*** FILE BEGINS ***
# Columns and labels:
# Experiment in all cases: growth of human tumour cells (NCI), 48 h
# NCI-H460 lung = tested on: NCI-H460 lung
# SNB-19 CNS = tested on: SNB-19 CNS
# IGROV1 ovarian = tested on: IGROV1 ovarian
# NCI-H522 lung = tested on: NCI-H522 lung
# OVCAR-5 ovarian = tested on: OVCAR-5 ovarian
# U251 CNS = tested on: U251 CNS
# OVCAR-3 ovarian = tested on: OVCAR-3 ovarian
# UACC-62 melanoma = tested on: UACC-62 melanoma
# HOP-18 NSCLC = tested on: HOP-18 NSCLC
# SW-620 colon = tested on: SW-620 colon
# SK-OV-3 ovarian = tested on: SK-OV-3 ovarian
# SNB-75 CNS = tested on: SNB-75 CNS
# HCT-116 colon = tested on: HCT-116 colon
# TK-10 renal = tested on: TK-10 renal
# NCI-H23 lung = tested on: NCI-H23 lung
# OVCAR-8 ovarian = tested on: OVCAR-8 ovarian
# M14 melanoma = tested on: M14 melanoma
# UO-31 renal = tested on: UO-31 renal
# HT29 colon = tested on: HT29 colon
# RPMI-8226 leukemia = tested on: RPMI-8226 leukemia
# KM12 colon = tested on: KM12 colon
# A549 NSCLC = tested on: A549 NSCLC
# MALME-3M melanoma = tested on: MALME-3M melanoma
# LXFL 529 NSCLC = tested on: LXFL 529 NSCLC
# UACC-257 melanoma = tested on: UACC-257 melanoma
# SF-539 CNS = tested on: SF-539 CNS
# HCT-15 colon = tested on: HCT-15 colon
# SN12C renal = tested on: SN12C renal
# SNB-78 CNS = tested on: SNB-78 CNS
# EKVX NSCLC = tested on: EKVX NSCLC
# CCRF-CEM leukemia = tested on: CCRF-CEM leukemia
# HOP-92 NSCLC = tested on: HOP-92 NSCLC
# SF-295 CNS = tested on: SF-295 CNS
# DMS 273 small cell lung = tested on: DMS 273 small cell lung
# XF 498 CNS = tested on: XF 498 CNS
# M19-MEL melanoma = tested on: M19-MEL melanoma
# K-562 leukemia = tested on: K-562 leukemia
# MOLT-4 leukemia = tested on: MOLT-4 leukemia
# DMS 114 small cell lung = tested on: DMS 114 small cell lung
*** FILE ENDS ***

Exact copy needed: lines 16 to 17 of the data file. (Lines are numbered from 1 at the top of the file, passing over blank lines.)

# TK-10 renal = tested on: TK-10 renal
# NCI-H23 lung = tested on: NCI-H23 lung